Those who share the view that rural communities often (though not always) hide the commitment of vile deeds beneath a quiet and peaceful veneer will find much to love in The Saint of Wolves and Butchers. They will especially appreciate the ending, which ties up just enough plot lines to make this volume complete in itself while leaving a couple of matters open in the event that Grecian wants to revisit Paradise Flats and this unforgettable cast of characters. I loved every word of this book. It’s perfectly paced, nicely detailed, and terrifying and tender by turns in all of the right places. At a few points, it reminded me of a collaboration between Stephen King and Lee Child.
The Saint of Wolves and Butchers is cleverly paced. The story starts slowly, which does not mean sluggish, then when everything is set in place, barrels toward the ending. The pace was frenzied, I could hardly keep up. I must also mention the absolutely flawless editing! I was held entirely captive throughout the whole book because Mr. Grecian understands timing like few authors: I couldn't wait to read what had happened in the past, what would happen next, and at some point who were the villains. The atmosphere crackles with tension, and even when it seems nothing is concretely happening, the wheels are set in motion and a feeling of impending doom descends, then a flurry of startling plot twists careen towards a stunning conclusion.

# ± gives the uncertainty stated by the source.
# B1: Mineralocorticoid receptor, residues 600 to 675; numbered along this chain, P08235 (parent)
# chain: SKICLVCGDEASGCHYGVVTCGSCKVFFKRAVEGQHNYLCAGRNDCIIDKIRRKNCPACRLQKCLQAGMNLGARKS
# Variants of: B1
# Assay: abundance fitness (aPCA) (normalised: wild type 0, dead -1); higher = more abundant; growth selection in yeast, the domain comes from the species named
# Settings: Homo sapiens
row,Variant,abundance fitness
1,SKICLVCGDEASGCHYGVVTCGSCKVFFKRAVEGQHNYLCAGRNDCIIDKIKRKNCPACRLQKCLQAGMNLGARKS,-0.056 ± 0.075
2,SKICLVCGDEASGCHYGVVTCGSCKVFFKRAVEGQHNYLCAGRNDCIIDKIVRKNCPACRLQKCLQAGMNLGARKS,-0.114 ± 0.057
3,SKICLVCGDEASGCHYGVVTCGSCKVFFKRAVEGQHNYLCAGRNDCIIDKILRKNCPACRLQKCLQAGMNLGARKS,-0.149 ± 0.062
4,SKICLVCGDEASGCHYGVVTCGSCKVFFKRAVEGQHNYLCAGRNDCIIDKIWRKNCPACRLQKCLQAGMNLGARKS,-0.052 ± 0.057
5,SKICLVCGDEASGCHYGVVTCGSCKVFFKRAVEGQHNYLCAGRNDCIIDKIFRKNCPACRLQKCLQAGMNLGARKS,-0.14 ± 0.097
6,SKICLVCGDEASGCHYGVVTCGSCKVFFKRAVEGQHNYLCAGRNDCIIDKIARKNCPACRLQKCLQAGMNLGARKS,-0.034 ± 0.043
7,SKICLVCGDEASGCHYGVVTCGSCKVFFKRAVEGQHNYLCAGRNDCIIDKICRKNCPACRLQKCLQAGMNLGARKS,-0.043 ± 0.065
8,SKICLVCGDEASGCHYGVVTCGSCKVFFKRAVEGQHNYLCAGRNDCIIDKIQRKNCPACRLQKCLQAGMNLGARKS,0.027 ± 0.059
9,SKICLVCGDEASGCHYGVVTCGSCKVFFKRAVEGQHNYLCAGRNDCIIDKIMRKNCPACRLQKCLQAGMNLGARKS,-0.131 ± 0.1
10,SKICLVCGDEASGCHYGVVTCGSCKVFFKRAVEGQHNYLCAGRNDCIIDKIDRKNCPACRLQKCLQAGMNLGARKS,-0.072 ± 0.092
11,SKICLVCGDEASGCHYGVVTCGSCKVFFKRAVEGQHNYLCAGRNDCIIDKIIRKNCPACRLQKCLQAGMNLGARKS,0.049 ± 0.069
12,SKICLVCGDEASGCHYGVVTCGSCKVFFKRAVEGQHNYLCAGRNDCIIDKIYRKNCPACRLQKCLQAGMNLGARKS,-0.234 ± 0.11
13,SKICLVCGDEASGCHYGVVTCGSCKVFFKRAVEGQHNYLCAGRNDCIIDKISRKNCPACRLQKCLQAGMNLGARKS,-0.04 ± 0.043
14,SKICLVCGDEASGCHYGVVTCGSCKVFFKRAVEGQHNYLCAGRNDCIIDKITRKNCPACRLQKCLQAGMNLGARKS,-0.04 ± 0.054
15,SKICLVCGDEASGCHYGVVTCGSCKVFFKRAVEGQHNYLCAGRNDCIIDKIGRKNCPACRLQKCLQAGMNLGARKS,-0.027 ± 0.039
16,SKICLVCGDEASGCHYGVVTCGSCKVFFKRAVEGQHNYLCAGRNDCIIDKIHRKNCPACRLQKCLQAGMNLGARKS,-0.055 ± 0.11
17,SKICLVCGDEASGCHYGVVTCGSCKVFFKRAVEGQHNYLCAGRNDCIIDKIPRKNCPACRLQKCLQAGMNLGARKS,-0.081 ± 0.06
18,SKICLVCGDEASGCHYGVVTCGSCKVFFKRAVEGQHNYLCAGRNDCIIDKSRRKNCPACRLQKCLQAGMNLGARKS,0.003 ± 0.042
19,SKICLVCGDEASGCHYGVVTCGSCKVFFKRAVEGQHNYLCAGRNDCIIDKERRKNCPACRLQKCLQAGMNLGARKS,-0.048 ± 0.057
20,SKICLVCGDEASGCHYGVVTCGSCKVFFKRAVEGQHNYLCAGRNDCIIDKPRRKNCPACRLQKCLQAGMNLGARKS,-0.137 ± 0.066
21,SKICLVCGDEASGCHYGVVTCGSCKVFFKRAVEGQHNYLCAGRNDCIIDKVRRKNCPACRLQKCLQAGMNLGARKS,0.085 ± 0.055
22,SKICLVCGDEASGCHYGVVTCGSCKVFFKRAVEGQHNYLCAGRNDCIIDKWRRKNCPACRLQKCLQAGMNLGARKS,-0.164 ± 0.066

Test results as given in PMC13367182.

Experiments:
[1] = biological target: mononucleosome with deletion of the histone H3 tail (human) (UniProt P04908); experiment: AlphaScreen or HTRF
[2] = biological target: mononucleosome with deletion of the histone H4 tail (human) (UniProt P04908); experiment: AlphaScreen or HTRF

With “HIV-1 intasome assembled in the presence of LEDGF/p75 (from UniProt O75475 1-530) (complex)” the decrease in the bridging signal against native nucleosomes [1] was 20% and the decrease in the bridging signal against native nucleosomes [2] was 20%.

A breathtaking thriller with plenty of action and some very clever twists, this is one of those stories where just when you think things can’t get any worse, they do; but the grimly satisfying conclusion makes it worth it for both characters and readers. Fans of David Baldacci and John Grisham will enjoy the unpredictability and unrelenting suspense.
All the characters are either very likeable or very unlikable. The character that stole all the scenes was Bear, a Tibetan mastiff who understands Esperanto and became mute after poachers cut off his vocal cords ... An interesting aspect is that the Nazi was hit by lightning, not once, but twice, while in Kansas, and lived to talk about it ... Readers will yearn for the next book to see how Grecian flushes out the characters’ backstory, especially Travis Roan, whose mysteriousness is intriguing. Hopefully, this does become a series, because of the unique characters and storyline.
This predictable thriller from Grecian (the Murder Squad series) focuses on the hunt for a Nazi concentration camp commander ... None of the characters lingers in the memory, and the early appearance of Skottie’s precocious daughter, who instantly bonds with Bear, presages a climax that veteran genre readers will find unsurprising.
While Skottie is a believable and sympathetic character, both Roan and Bormann/Goodman are extreme examples of their types. Roan is calm, intellectual, unfailingly polite and correct, and seems at times omniscient, while Bormann is the very model of cruel sadism and belief in his own racial superiority, and despite his age, he manages to continue his grisly hobby. Grecian’s narrative also overindulges a bit in its presentation of the varieties of Nazi wickedness, as if every imaginable outrage needed to be included. A solid if unsurprising thriller in need of some restraint.